Is capitalism the only system that works? On the one hand, capitalism promotes innovation and economic prosperity and has lifted over a billion people out of extreme poverty since 1990. On the other hand, the relentless pursuit of economic growth is trashing our environment and leading to a growing gap between rich and poor.

What do our readers think? We’ve had thousands of comments over the years from readers who are convinced that capitalism is the only system that works in practice and that there are no viable alternatives. Is this true?

To get an answer, we turned to Yanis Varoufakis, an economist, former Greek finance minister, and currently a member of the Greek parliament. In his new book, Another Now, he explains why he thinks capitalism doesn’t work and proposes alternatives for the future. What are those alternatives?

We are already living in an alternative to capitalism. I believe that capitalism has already evolved into something different, something that the historical defenders of capitalism would not recognise as capitalism. When I was growing up, there was the great clash between Left and Right, between those who believed in a decentralised, competitive market mechanism to organise the distribution of scarce resources among competing needs and those who believed in central planning or some kind of social democracy.

Since the crisis of 2008, we have a completely different situation, because financialised capitalism collapsed in 2008. Finance was refloated by central banks printing mountains of money, but market capitalism was not. We have lived in a state-financed economy for the past twelve years. Without the central banks – the European Central Bank, the Bank of England, the Bank of Japan, the Federal Reserve – the whole thing would collapse. So, it’s a mistake to think of the system we live in today as a market-based system.

It is a central bank-based system with a small number of companies doing remarkably well. The New York Stock Exchange is effectively propped up by 10 companies. And these are feudal fiefdoms. As soon as you enter Amazon, you leave capitalism, you leave the market, you are in a thing that is effectively owned by one person. So, we have a kind of techno-feudalism. The question is no longer whether there is an alternative to capitalism, because we already live in post-capitalist times. We had better choose the kind of post-capitalism that is compatible with the survival and flourishing of the species.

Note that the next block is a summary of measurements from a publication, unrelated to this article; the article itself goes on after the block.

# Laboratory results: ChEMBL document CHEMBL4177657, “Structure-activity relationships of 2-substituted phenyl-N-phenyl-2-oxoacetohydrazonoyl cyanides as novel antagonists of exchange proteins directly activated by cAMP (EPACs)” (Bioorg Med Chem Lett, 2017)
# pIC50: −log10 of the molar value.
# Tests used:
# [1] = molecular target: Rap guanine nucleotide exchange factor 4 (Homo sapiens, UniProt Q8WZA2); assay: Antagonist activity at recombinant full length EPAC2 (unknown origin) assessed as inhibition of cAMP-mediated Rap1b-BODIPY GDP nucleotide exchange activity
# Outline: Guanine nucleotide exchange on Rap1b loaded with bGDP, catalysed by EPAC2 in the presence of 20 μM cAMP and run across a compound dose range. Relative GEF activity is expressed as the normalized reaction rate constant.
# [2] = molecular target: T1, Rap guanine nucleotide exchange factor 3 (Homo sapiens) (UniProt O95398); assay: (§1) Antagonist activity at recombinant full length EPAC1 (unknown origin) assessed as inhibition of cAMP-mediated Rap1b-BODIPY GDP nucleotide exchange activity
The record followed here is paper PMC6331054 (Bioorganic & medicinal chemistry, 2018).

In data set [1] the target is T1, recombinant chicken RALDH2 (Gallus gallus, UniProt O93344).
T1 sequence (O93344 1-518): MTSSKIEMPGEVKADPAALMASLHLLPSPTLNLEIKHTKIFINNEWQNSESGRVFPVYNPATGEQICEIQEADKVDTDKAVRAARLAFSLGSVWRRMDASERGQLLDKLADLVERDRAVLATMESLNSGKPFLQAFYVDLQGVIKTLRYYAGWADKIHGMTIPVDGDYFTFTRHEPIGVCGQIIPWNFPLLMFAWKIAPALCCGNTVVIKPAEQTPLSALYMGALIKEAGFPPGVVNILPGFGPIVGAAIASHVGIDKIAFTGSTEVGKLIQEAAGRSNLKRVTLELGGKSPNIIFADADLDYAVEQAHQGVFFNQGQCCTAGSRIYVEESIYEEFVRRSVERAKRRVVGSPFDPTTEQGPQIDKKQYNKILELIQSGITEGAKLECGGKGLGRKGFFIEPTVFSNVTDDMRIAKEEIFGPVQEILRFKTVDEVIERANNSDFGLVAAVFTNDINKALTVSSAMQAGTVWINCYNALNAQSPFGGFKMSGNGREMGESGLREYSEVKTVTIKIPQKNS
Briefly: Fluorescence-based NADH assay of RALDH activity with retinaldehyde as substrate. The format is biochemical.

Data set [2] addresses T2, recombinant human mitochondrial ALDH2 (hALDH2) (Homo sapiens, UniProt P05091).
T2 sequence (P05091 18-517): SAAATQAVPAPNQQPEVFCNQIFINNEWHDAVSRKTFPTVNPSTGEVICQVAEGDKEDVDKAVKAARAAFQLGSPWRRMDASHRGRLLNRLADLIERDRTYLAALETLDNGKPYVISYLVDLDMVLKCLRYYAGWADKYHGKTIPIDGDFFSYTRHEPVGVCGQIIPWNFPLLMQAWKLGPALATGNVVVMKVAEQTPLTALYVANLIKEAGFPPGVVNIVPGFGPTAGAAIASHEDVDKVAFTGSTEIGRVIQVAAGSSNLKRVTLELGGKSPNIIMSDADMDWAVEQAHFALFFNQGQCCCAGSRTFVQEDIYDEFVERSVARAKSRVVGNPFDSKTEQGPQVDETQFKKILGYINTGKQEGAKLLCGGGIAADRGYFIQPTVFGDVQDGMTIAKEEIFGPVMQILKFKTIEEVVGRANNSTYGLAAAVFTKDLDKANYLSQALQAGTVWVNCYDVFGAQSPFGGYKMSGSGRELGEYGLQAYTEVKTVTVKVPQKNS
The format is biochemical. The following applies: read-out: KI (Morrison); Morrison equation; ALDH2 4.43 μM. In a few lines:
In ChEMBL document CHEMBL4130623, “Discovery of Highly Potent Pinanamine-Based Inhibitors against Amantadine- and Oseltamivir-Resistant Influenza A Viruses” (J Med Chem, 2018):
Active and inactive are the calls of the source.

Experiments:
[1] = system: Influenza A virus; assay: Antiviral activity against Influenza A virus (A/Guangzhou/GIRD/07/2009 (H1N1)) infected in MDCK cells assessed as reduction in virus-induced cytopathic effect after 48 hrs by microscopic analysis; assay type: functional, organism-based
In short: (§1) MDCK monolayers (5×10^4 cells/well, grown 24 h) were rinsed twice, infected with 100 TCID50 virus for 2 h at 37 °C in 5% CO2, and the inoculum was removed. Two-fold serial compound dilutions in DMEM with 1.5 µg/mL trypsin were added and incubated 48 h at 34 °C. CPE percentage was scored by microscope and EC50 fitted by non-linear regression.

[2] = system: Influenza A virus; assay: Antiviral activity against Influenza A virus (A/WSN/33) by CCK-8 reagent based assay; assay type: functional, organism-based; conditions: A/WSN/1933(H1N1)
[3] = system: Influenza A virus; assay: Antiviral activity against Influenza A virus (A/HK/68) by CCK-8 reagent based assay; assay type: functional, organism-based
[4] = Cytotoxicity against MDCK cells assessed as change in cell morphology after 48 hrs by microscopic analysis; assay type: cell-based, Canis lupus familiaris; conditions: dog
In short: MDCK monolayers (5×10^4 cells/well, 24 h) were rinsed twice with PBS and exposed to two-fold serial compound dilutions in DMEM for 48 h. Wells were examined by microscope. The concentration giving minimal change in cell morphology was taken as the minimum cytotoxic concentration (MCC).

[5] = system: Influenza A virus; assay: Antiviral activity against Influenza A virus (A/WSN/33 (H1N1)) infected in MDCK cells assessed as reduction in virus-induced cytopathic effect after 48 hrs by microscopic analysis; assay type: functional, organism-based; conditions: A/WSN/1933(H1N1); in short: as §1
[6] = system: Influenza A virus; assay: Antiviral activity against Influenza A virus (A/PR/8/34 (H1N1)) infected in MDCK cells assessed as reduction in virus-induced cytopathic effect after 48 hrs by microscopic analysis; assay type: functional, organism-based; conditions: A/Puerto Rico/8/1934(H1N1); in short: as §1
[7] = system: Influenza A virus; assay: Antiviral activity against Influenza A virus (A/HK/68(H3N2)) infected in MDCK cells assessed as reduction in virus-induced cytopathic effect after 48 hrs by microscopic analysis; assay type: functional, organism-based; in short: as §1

For a different perspective, we also turned to Fredrik Erixon, an economist and author from Sweden, and the director of ECIPE (the European Centre for International Political Economy), an independent think tank that supports the principles of free trade and economic freedom. What does he think?

Well, obviously there are a lot of countries in the world that practice a different form of economy than capitalism. That has also been true historically, so you don’t have to invent new systems to find alternatives to capitalism. I think what might be more useful is to talk about different variations of capitalism; the extent to which you want to have a free and open economy, the extent to which the government regulates the markets in which different companies operate.

Part of the definition of capitalism is a capitalist culture, and ‘capitalist culture’ basically goes back to this idea that the purpose of capitalism is to promote a lot of change. It’s there to promote innovation and technological change and to make sure that people’s wealth and quality of life improves over time.

Now, you can put a very big question mark behind the question of to what extent this capitalist culture is still alive today at all. People will say: ‘Well, you know, we probably live in the most innovative age ever. Just look at what we’ve done with the iPhone since it was introduced in 2007. Let’s look at the telecom revolution, since the early 1990s, etc.’ All of that may be true, but if you look at various indicators of capitalist culture, you find that the pace of innovation has slowed over a long period of time, that we have far too few industries, far too few companies out there to change markets, disrupt markets and basically try to end the lives of their competitors.

We have a much better organised competition, a kind of competition where companies don’t have to invest so much more in research and design, in innovation, in order to have a successful future and give a good profit to the shareholders. So, even if we have a system where many companies are privately owned, we can still say, and this is also true for countries like the United States, that the capitalist culture has eroded over the last 40-50 years, that we don’t produce as much change, which could lead to much more productivity, better use of resources and of course higher prosperity.